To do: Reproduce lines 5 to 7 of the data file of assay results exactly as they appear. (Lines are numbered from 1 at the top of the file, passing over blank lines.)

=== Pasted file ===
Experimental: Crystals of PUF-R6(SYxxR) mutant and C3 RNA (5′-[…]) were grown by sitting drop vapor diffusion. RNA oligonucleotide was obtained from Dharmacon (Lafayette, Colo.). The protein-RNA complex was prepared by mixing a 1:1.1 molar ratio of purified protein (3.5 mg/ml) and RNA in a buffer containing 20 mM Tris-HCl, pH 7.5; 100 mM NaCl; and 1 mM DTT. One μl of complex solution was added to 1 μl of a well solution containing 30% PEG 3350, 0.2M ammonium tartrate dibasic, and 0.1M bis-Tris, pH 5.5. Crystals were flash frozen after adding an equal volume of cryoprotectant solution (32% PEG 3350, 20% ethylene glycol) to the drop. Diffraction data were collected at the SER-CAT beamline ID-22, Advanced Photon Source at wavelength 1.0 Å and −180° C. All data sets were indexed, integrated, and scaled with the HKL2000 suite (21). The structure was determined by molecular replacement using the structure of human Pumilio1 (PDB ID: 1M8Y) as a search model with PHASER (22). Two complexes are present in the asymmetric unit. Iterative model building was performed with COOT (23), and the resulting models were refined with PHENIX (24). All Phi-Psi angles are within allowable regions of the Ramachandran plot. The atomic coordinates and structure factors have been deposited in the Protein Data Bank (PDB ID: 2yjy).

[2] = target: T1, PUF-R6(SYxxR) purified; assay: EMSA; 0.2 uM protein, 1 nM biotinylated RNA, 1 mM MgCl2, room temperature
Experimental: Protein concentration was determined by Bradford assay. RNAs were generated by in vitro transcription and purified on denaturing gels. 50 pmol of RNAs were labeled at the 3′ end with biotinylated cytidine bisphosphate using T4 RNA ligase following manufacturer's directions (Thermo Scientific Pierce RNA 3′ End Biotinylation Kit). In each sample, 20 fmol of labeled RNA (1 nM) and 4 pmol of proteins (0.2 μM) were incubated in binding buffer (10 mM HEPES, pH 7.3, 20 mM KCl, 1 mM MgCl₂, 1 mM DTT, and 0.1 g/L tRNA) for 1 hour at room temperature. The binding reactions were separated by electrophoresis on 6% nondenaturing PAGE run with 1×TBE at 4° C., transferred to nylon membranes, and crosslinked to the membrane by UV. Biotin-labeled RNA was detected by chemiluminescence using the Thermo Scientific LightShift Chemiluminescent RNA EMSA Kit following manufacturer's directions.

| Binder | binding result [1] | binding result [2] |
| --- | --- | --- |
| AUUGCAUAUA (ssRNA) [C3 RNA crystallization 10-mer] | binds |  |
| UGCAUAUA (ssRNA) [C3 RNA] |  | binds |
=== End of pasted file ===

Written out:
| --- | --- | --- |
| AUUGCAUAUA (ssRNA) [C3 RNA crystallization 10-mer] | binds |  |
| UGCAUAUA (ssRNA) [C3 RNA] |  | binds |